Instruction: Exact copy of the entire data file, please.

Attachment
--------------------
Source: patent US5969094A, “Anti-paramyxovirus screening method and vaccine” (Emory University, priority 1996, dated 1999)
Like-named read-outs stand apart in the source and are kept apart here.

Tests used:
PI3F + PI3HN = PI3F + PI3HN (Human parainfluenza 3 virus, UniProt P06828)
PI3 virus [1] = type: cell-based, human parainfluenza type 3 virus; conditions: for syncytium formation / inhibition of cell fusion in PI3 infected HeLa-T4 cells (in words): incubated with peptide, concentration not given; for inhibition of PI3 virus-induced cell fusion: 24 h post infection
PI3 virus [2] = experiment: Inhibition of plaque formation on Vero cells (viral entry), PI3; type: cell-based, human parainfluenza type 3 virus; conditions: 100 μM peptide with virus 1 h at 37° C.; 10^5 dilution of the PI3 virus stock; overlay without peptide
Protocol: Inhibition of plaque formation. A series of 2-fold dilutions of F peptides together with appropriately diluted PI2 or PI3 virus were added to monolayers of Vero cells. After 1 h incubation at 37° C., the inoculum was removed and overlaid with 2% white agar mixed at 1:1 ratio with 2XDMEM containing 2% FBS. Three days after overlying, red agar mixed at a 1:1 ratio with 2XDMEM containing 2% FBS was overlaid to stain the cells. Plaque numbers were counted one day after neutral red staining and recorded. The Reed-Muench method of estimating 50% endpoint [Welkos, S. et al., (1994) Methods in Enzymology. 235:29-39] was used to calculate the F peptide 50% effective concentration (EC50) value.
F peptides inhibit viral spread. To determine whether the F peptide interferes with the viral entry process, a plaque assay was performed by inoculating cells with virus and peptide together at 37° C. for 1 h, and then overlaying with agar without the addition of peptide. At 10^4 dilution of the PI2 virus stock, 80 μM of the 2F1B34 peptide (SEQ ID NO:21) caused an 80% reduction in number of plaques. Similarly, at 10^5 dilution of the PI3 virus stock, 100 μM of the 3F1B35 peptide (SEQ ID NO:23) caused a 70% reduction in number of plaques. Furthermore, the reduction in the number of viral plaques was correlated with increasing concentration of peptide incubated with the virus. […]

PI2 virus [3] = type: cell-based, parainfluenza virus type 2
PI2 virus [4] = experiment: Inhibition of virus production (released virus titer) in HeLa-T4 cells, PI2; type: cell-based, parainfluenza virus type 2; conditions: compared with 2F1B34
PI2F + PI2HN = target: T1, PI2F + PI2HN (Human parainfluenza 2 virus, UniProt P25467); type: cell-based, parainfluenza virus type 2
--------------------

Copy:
Source: patent US5969094A, “Anti-paramyxovirus screening method and vaccine” (Emory University, priority 1996, dated 1999)
Like-named read-outs stand apart in the source and are kept apart here.

Tests used:
PI3F + PI3HN = PI3F + PI3HN (Human parainfluenza 3 virus, UniProt P06828)
PI3 virus [1] = type: cell-based, human parainfluenza type 3 virus; conditions: for syncytium formation / inhibition of cell fusion in PI3 infected HeLa-T4 cells (in words): incubated with peptide, concentration not given; for inhibition of PI3 virus-induced cell fusion: 24 h post infection
PI3 virus [2] = experiment: Inhibition of plaque formation on Vero cells (viral entry), PI3; type: cell-based, human parainfluenza type 3 virus; conditions: 100 μM peptide with virus 1 h at 37° C.; 10^5 dilution of the PI3 virus stock; overlay without peptide
Protocol: Inhibition of plaque formation. A series of 2-fold dilutions of F peptides together with appropriately diluted PI2 or PI3 virus were added to monolayers of Vero cells. After 1 h incubation at 37° C., the inoculum was removed and overlaid with 2% white agar mixed at 1:1 ratio with 2XDMEM containing 2% FBS. Three days after overlying, red agar mixed at a 1:1 ratio with 2XDMEM containing 2% FBS was overlaid to stain the cells. Plaque numbers were counted one day after neutral red staining and recorded. The Reed-Muench method of estimating 50% endpoint [Welkos, S. et al., (1994) Methods in Enzymology. 235:29-39] was used to calculate the F peptide 50% effective concentration (EC50) value.
F peptides inhibit viral spread. To determine whether the F peptide interferes with the viral entry process, a plaque assay was performed by inoculating cells with virus and peptide together at 37° C. for 1 h, and then overlaying with agar without the addition of peptide. At 10^4 dilution of the PI2 virus stock, 80 μM of the 2F1B34 peptide (SEQ ID NO:21) caused an 80% reduction in number of plaques. Similarly, at 10^5 dilution of the PI3 virus stock, 100 μM of the 3F1B35 peptide (SEQ ID NO:23) caused a 70% reduction in number of plaques. Furthermore, the reduction in the number of viral plaques was correlated with increasing concentration of peptide incubated with the virus. […]

PI2 virus [3] = type: cell-based, parainfluenza virus type 2
PI2 virus [4] = experiment: Inhibition of virus production (released virus titer) in HeLa-T4 cells, PI2; type: cell-based, parainfluenza virus type 2; conditions: compared with 2F1B34
PI2F + PI2HN = target: T1, PI2F + PI2HN (Human parainfluenza 2 virus, UniProt P25467); type: cell-based, parainfluenza virus type 2